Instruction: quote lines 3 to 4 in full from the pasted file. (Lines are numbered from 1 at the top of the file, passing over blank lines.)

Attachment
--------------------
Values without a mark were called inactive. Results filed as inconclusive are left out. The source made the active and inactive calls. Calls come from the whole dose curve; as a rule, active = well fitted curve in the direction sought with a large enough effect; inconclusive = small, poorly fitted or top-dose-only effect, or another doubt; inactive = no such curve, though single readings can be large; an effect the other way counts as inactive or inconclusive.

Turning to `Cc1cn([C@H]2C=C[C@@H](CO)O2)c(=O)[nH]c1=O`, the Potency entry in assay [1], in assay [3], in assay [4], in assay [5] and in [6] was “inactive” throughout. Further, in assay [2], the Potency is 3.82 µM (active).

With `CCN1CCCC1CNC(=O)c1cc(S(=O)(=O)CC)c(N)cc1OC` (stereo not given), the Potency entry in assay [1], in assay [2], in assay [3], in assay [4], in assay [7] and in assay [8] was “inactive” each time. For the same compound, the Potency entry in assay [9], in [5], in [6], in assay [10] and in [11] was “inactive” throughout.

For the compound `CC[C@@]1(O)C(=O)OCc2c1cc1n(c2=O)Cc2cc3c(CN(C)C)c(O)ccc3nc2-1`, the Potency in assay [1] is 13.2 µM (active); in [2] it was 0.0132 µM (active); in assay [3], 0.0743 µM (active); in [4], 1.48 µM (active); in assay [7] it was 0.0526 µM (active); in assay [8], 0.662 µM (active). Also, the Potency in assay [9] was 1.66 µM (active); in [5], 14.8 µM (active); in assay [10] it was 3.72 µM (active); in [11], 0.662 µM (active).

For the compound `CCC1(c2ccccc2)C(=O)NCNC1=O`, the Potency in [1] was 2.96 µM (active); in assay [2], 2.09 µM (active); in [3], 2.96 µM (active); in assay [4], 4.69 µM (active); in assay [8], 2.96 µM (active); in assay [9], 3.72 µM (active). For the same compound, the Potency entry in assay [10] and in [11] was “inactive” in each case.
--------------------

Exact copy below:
With `CCN1CCCC1CNC(=O)c1cc(S(=O)(=O)CC)c(N)cc1OC` (stereo not given), the Potency entry in assay [1], in assay [2], in assay [3], in assay [4], in assay [7] and in assay [8] was “inactive” each time. For the same compound, the Potency entry in assay [9], in [5], in [6], in assay [10] and in [11] was “inactive” throughout.

For the compound `CC[C@@]1(O)C(=O)OCc2c1cc1n(c2=O)Cc2cc3c(CN(C)C)c(O)ccc3nc2-1`, the Potency in assay [1] is 13.2 µM (active); in [2] it was 0.0132 µM (active); in assay [3], 0.0743 µM (active); in [4], 1.48 µM (active); in assay [7] it was 0.0526 µM (active); in assay [8], 0.662 µM (active). Also, the Potency in assay [9] was 1.66 µM (active); in [5], 14.8 µM (active); in assay [10] it was 3.72 µM (active); in [11], 0.662 µM (active).